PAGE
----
Teresa looks at Mayo Clinic for inspiration. That newsroom generates stories for local and national media every day. MU Health isn’t quite at that level, but momentum is building. When Teresa started, an MU Health story got picked up nationally a handful of times a year, and in the past year, that’s increased to a weekly basis. One recent video story about a patient who was diagnosed with melanoma via a telemedicine appointment ran on more than 64 TV stations across the country.
Equipping her team with the latest technology makes sure these sorts of stories continue to get produced. There are former dorm rooms filled with photo and video equipment, high-speed computers, a WhisperRoom (for audio recording), and more.
One of her proudest moments was getting the green light to purchase a ReadyCam video studio. This enables MU Health to quickly respond to live TV interview requests. If the “Today” show or Fox News calls for an expert, they could go live in minutes.
“The organization has supported our initiative,” Teresa says. “They basically said we have the confidence in you, we see your vision, and we’re going to invest in you. So here I am, at the end of my career, with great equipment, great space, and a great team. They’ve let us be really innovative. And people are really going to start seeing it.”
A Different Mission
Teresa’s only regret is that she doesn’t have more time to go out and report. She’s done a couple stories, including one on Rock Steady Boxing, a workout class for people with Parkinson’s disease, but mostly she’s content to focus on the big picture and push the team forward.
Even Teresa’s family misses seeing her on television. In fact, they struggle to understand her current job. But whatever confusion exists is offset by the fact that Teresa, a mother of two sets of twins, has a more normal schedule. She started working nights in 1998, and part of her decision to leave television was motivated by the desire to be more present with her kids as they started high school. One set of kids recently graduated, and the other two will graduate next year.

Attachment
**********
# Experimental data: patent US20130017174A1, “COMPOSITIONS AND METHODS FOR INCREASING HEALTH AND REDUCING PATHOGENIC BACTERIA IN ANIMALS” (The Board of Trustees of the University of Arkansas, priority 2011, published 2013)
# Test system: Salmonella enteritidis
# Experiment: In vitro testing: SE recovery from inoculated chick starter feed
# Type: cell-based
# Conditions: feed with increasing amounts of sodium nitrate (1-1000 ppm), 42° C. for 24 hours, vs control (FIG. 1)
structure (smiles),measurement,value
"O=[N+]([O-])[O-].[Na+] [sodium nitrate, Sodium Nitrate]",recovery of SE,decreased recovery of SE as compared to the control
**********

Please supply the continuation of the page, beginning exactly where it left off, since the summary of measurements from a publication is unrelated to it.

Now Teresa is having a lot of conversations about their futures and what they want to give their lives to. One of her sons has a part-time job delivering food trays to patients at MU Health. They were talking recently about how he could be serving food at Taco Bell — also a perfectly fine job, but at the hospital, the mission is different.
Teresa likened it to her current situation. She might not be serving up the news anymore, but she’s still promoting something that is worthwhile.
“I’m doing the same thing, but my mission is different, and I’m good with that,” Teresa says.
“If we’re educating the public, we’re doing a good service.”
Former editor and business columnist, Columbia Daily Tribune
Former sports editor, Columbia Daily Tribune
Former video team member, Bleacher Report
Former content strategist and editor, Influence and Co.
Former reporter and anchor, KY3 in Springfield
Former Walt Disney Imagineer
Former anchor and reporter, KRCG
Former assistant director of outreach, The District
Former lifestyle editor, Columbia Daily Tribune
Former adjunct instructor, Stephens College School of Design
Former anchor and reporter, KRCG
Former senior director of news, WFTX in Fort Myers, Florida
Former news editor, Garden City Telegram in Garden City, Kansas
Former health news strategist, MU News Bureau
Former photographer, Fulton Sun
Former videographer, KMIZ and KRCG
Former reporter and anchor, WQAD in Moline, Illinois
Former commercial producer, Networks of Mid-Missouri
Former producer, Cooperative Media Group at MU Extension
Former reporter and anchor, KODE in Joplin